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Analytics Magazine

Return on Investment: Actionable Analytics

May/June 2012

How to convert thought into action and bridge the gap between analytics creation and consumption.

Krishna Rupanagunta, Meena Anantha Padmanabhan and Vinay MonyBy (left to right) Krishna Rupanagunta, Meena Anantha Padmanabhan and Vinay Mony

According to a recent industry report [1], companies that invest in analytics have 33 percent higher revenue growth, 12 times more profit growth and 32 percent higher return on invested capital than their peers. To further this point, a recent examination of Nucleus Research ROI case studies found organizations earn an average of $10.66 for every dollar spent on deployment of analytics applications such as business intelligence (BI), performance management (PM) and predictive analytics [2].

The Analytics Creation-Consumption Chasm

While substantial returns are widely associated with analytic investments, for every such instance of success, one could easily find a case where investment in analytics did not yield the anticipated benefits. Consider the following case studies:

  • A large retailer, with due diligence, used analytics to come up with a sound customer relationship management framework. It procured and stored data that could be mined to understand customer behavior, and it engaged analytics consultants to build the predictive models, but it missed one piece in the puzzle. The firm did not invest in the technology that could use the metrics obtained from the models to guide the campaigns that could actually establish contacts with the customers. As a result, all the analytics investment languished without adding the business value it was intended to achieve.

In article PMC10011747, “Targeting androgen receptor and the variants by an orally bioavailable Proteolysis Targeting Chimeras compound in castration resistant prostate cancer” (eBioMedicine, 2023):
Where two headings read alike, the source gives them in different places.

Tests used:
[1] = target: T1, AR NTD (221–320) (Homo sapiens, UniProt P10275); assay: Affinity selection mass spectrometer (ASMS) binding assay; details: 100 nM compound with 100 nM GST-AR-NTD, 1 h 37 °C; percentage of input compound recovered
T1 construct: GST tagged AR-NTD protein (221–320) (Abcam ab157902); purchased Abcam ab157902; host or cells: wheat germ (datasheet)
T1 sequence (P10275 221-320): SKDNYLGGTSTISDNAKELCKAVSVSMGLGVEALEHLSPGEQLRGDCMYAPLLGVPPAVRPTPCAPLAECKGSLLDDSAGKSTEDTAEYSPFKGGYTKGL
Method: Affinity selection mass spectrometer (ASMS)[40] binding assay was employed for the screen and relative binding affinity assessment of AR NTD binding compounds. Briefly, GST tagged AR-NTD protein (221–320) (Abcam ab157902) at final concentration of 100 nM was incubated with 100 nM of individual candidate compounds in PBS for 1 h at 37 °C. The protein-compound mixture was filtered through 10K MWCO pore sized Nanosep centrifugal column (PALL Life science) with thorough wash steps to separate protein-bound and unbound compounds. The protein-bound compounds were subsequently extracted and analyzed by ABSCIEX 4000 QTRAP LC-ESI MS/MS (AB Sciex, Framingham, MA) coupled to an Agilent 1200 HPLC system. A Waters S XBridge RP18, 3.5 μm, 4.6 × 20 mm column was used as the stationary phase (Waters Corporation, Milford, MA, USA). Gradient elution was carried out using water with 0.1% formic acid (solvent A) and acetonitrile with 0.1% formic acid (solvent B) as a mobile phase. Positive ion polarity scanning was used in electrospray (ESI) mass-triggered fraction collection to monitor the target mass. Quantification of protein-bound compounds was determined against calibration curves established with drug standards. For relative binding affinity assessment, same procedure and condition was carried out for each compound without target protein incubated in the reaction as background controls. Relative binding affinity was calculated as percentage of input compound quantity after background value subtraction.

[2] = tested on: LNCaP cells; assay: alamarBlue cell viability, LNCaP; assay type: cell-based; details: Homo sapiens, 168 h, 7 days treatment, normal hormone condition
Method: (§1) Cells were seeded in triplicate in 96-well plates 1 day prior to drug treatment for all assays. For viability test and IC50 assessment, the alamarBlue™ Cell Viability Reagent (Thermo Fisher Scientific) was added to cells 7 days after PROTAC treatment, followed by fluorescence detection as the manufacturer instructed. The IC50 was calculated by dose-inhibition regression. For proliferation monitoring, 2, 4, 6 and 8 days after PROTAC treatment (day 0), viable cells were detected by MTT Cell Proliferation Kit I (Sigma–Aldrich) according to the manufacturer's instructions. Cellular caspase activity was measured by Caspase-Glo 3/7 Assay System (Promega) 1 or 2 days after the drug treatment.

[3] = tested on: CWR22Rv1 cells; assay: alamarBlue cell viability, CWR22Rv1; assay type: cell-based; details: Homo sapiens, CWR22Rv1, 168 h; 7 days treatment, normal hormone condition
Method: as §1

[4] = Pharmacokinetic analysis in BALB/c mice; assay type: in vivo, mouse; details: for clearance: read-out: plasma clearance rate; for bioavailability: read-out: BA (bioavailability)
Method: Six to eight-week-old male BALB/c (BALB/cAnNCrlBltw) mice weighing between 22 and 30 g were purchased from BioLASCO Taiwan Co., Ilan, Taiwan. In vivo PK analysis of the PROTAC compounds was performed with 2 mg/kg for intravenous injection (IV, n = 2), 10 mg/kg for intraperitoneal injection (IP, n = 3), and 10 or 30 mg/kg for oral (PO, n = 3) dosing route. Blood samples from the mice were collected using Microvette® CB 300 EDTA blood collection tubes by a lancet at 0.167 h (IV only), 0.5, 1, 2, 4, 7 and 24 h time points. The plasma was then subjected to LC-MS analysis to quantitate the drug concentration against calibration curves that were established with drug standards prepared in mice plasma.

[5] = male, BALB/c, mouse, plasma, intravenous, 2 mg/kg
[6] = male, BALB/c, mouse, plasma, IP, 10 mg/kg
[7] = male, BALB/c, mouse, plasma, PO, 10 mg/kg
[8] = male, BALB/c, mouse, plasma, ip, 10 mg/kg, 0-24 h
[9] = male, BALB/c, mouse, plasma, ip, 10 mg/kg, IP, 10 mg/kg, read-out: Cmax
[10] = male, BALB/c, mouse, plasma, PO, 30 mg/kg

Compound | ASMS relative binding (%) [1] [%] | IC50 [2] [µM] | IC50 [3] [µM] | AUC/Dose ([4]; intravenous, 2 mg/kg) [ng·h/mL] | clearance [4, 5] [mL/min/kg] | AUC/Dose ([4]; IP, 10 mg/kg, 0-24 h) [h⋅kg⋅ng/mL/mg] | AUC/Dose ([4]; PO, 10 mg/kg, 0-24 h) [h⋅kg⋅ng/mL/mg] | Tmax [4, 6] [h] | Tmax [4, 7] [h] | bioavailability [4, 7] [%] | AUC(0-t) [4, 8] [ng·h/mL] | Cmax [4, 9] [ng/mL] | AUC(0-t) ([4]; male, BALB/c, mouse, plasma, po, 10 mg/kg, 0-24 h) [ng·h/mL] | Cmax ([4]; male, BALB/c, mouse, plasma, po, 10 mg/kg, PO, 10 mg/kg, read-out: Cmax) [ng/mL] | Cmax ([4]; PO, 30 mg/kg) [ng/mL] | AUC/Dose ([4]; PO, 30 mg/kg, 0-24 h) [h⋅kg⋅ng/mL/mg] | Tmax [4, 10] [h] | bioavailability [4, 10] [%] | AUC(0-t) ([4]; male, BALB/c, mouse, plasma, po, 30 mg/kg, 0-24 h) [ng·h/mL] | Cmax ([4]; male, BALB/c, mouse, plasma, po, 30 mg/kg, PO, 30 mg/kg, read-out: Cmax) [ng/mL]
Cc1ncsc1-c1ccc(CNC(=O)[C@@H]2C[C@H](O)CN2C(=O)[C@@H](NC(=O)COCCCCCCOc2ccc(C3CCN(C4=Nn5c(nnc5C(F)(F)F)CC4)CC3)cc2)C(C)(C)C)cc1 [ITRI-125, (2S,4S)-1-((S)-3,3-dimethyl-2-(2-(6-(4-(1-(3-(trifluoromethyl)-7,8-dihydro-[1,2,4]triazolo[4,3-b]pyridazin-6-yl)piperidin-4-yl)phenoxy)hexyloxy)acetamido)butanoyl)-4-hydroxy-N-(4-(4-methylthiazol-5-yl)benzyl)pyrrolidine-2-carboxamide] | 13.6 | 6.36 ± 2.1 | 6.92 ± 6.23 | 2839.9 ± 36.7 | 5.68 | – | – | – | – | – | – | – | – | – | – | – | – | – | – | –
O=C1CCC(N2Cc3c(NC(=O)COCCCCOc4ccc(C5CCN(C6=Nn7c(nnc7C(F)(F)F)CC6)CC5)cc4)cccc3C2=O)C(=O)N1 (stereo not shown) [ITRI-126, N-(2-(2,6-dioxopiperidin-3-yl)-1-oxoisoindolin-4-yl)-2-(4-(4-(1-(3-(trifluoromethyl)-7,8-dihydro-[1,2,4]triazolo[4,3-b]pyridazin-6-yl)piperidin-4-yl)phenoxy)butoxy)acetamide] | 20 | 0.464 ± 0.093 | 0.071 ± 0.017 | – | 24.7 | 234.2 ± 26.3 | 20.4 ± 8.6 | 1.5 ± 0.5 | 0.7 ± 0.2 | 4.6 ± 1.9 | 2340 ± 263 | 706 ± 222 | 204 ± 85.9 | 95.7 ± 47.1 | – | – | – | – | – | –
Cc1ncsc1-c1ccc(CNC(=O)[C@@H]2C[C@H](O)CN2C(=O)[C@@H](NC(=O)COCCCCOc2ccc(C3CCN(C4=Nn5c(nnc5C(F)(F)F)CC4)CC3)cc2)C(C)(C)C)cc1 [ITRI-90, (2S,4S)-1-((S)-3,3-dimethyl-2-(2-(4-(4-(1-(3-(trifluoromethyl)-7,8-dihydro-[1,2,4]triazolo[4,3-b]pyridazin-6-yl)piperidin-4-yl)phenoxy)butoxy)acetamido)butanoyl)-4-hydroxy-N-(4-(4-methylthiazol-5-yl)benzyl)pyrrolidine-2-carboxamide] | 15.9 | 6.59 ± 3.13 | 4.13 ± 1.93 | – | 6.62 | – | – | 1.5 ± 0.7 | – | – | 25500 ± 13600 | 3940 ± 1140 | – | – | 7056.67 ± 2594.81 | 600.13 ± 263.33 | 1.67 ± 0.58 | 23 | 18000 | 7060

• Another large consumer packaged goods manufacturer invested in a state of the art demand forecasting tool and hired an army of IT consultants to use it to predict demand for various products, yet the company could not get its supply chain team to use the tool to plan demand and logistics. When the inevitable post-mortem happened, it turned out that inappropriate inputs to the forecasting tool had caused very high errors in the forecasts. In this case, analytics was commoditized before the right intelligence was put in place.

Figure 1: A corporate consumption cycle is tightly integrated with the creation of analytics.Analytics is still evolving. Requirements are ambiguous, talent is scarce and managerial bandwidth that understands analytics is at a premium. So what are some typical symptoms of an analytics investment in need of saving or at the very least, a new roadmap? The trouble signs are numerous: